Acer palmatum 'Autumn Fire' is a good maple name, but it has been used for a green laceleaf and at least two different upright palmatums with outstanding autumn foliage. Furthermore a hybrid (A. palmatum x A. circinatum) was also named 'Autumn Fire', then changed to 'Autumn Flame' to avoid confusion. Yikes, fires and flames: who can keep that straight? I have to watch my employees carefully so that they don't confuse Acer palmatum 'Aureum' with Acer shirasawanum 'Aureum' with Acer cappadocicum 'Aureum'. And I don't know if they could handle Rhododendron aureum var. aureum.
|Acer palmatum 'Pixie'|
|Ilex aquifolium 'Pixie'|
|Picea glauca 'Pixie'|
|Pinus uncinata 'Pixie'|
The best policy of course is to choose a cultivar name that has not been used for any other plant, especially if in the same genus. So Acer rufinerve 'Erythrocladum' should not have been used if we already have an Acer pensylvanicum 'Erythrocladum'. We shouldn't have an Acer palmatum 'Phoenix' and an Acer conspicuum 'Phoenix', though I'm not certain which name takes precedence. And even for different genera, I don't like that we have 'Pixie' for an Acer palmatum, an Ilex aquifolium, a Picea glauca and a Pinus uncinata. No more Pixies please.
I can think of quite a few plants that I have grown or seen that share cultivar names. There's nothing we can do about it now I guess. A list of some of them follows:
|Tsuga mertensiana 'Blue Star'|
|Juniperus squamata 'Blue Star'|
|Metasequoia glyptostroboides 'Gold Rush'|
|Edgeworthia chrysantha 'Gold Rush'|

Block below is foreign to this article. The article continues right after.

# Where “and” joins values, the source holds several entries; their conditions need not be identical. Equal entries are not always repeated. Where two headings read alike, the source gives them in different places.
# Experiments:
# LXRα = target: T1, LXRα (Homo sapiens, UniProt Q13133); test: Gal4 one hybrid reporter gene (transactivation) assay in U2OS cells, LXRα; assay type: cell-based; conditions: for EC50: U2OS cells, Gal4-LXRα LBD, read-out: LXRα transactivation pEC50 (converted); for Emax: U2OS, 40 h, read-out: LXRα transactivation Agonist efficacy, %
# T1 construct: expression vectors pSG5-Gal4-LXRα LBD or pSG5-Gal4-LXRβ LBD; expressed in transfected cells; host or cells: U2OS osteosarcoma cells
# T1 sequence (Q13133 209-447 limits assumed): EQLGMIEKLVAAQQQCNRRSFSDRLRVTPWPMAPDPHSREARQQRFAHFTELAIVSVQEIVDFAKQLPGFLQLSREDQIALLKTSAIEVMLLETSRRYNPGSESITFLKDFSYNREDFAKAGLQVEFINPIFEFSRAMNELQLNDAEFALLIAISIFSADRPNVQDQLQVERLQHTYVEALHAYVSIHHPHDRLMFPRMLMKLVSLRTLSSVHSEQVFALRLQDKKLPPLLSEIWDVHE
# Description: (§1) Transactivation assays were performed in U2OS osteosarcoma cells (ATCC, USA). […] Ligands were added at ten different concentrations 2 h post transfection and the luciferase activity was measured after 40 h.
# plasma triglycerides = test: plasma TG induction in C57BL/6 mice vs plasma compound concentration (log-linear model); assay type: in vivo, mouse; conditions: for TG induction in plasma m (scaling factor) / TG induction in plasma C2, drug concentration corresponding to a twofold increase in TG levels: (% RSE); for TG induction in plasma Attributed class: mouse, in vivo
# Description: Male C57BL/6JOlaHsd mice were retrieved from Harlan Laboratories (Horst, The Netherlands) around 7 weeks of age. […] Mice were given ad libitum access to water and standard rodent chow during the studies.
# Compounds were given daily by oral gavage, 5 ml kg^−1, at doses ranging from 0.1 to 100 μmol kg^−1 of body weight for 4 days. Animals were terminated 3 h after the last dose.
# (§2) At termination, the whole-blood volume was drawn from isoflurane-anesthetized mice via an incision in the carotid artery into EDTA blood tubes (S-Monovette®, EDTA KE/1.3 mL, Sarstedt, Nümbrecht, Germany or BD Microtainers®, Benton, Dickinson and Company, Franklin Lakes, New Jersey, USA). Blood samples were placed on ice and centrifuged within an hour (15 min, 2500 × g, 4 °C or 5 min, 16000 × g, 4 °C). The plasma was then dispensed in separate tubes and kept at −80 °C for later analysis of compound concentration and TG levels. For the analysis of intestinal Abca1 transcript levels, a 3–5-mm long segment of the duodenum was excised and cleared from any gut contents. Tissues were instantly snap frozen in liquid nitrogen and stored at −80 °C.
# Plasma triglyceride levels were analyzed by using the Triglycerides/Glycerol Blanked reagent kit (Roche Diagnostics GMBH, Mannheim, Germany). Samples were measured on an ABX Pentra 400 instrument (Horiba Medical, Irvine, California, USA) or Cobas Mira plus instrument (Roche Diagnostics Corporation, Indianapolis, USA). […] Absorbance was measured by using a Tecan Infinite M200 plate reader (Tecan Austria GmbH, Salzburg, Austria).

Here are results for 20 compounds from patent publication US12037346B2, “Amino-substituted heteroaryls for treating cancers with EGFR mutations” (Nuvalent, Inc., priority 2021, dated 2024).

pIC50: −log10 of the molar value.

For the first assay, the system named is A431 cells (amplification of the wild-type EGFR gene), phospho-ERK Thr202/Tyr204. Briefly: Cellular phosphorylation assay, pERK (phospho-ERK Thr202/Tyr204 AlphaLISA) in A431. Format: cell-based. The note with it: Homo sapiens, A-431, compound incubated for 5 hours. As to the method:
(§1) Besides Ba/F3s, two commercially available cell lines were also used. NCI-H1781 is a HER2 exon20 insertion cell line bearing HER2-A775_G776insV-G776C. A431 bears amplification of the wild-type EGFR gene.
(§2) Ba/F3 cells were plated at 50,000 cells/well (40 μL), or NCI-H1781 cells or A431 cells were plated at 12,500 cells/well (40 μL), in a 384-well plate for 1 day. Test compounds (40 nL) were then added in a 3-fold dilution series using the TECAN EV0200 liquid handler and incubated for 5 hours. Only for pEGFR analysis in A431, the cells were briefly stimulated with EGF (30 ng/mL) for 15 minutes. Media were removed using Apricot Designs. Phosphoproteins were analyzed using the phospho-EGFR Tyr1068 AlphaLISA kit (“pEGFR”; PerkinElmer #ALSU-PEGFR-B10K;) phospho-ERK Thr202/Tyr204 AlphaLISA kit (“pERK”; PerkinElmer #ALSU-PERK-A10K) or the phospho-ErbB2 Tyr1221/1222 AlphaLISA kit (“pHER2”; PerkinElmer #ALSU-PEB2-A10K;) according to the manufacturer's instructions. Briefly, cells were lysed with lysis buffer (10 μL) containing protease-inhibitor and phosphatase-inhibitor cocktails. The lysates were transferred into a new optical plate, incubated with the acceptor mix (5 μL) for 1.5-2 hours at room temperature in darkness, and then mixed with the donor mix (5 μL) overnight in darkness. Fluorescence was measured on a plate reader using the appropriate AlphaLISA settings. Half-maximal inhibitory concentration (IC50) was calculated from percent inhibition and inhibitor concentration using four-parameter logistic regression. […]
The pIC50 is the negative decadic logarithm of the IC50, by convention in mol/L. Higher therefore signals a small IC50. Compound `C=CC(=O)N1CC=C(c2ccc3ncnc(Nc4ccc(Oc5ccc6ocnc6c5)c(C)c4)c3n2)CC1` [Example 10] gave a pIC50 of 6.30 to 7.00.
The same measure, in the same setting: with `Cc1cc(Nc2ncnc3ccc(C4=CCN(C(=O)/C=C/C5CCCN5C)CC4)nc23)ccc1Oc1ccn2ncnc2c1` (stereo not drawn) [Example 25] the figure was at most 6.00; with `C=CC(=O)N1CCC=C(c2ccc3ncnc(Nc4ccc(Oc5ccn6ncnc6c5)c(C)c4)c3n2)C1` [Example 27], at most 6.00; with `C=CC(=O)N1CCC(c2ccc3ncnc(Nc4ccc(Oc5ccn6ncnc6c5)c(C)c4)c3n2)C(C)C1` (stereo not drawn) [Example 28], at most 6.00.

|Sciadopitys verticillata 'Gold Rush'|
|Picea abies 'Little Gem'|
|Acer palmatum 'Van den Akker'|
|Chamaecyparis nootkatensis 'Van den Akker'|
|Nyssa sylvatica 'Wildfire|
|Acer palmatum 'Wild Fire'|
|Abies concolor 'Wintergold'|
|Acer rufinerve 'Winter Gold'|
|Acer saccharum 'Apollo'|
|Pinus thunbergii 'Ogon'|
|Bletilla striata 'Ogon'|
|Zelkova serrata 'Ogon'|
|Spiraea thunbergii 'Ogon'|
|Stephanandra incisa 'Crispa'|
|Anemone hupehensis 'Crispa'|
|Podocarpus elangatus 'Icee Blue'|
|Juniperus horizontalis 'Icee Blue'|
|Asarum splendens 'Quicksilver'|
|Tulipa humilis 'Lilliput'|
|Picea abies 'Lilliput'|
|Schizostylis coccinea 'Oregon Sunset'|
|Acer palmatum 'Oregon Sunset'|
|Berberis thunbergii 'Golden Nugget'|
|Sempervivum 'Chick Charms® Gold Nugget'|
Whew! That's only half of them. At least the last two are spelled a little different, but it still doesn't help us to remember which name goes with which plant.
I hope no one scrutinizes the names that I have given to plants because I don't always practice what I preach. I try to give plants catchy names which seem appropriate or tell a story. For example Chamaecyparis nootkatensis 'Sparkling Arrow' originated as a branch mutation on a C.n. 'Green Arrow'. I didn't discover or name the latter – even though I did introduce it to horticulture – but in any case I think both are great names.
I try to not be too goofy with names – no 'SnowKitten' for me – but some plantsmen have looked at me askance for naming Acer palmatum 'Ikandi', like I should have been above that. Probably the name that caused the most alarm was for Cannabis sativa 'Red Rocket' since I neither grow, possess or smoke marijuana. I thought about promoting it since the user could get “really high.” And for the stoner crowd it could replace the poinsettia for holiday decoration.
“Just stick to ornamentals, Talon.”